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Architecture: Precedents/Case Studies

Resources in support of first-degree and graduate studio programs in architecture

Find Precedents Here

Clemson Libraries Catalog

Avery Index to Architectural Periodicals

BuildingGreen Suite

[what it is, how to use it]

Urban Land Institute Case Studies Database

[what it is, how to use it]

US Green Building Council

Find Precedents: Search by Building Type x Historical Period

[TIP:  Building Types Online is an excellent resource for identifying precedents.]

For any precedent study, historical and typological contexts matter! Monographs and book-length surveys are the most useful resources for establishing a building's meaning and significance. Look for these in the library catalog:

EXAMPLE: In the catalog, use AND to focus a building type search by historical period. For more focused search, use an additional search box.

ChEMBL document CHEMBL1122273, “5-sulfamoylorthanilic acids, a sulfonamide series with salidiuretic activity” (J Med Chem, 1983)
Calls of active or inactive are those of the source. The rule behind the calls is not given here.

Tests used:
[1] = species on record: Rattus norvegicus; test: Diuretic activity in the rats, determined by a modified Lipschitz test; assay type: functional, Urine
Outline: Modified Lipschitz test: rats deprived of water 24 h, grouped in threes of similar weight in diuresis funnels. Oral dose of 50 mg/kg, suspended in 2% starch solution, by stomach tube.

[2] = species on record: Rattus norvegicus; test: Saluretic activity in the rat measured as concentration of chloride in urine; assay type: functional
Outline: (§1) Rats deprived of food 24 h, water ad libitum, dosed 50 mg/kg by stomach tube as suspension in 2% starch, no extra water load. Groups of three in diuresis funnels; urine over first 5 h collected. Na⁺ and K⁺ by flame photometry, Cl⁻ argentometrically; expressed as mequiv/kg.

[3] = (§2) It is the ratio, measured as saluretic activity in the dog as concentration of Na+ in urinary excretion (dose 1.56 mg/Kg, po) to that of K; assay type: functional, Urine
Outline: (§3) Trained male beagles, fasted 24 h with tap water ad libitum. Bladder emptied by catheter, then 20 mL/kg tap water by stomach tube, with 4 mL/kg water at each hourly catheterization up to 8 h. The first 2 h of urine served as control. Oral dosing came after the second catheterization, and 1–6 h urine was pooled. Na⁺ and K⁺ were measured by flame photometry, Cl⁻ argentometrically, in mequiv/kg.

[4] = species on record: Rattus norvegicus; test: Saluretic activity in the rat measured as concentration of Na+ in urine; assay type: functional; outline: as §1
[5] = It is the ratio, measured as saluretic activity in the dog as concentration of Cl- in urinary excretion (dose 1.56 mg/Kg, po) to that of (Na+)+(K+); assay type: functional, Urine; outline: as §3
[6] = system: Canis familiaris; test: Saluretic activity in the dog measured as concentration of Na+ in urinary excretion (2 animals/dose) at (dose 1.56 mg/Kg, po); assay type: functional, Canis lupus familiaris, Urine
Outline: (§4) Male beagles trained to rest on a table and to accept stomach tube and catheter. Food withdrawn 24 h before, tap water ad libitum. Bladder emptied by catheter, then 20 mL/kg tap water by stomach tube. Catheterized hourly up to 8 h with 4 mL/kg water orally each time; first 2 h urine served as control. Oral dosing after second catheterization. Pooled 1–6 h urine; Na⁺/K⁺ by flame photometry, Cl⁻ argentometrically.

IN FIRST SEARCH BOX:  (religious OR church* OR sacred) AND architecture


IN SECOND SEARCH BOX:  modern OR contemporary OR 20th-century OR 21st-century

TIP: Search by subject headings, rather than keywords. Combine with AND/OR, as needed, for best coverage and focus:

     Choose one: Church buildings OR Religious architecture -- either one of these is a subject heading applied by catalogers

     Combine with: Architecture, Modern -- 20th century
                      OR Architecture, Modern -- 21st century

What Makes a Building an Appropriate Precedent?

A building doesn't have to be of the same building type or materials or period to serve as an appropriate precedent. You determine what qualifies as a precedent based upon what facets of a building drive your design goals or inspire your thinking.

Precedent-worthiness can be based on a single facet, or a combination of facets :

Building type/function: residence, museum, church, retail store, hotel, sports facility, performance venue, office building, school, pavilion, warehouse, industrial building, conference center, etc.

Structural method/system

Building materials

Historical period

Location/context: urban vs. suburban vs. rural, mountains vs. seaside, desert vs. tropical vs. temperate; etc.

Clientele: public vs. private, individual vs. family vs. multiple tenants vs. institution, special interests

Sensory/experiential factors: Use of space, light, view, transitions, variations, etc.

Relation to site: underground or earth-sheltered, slab/platform/podium, on infill/pilings, highrise, floating, treehouse, etc.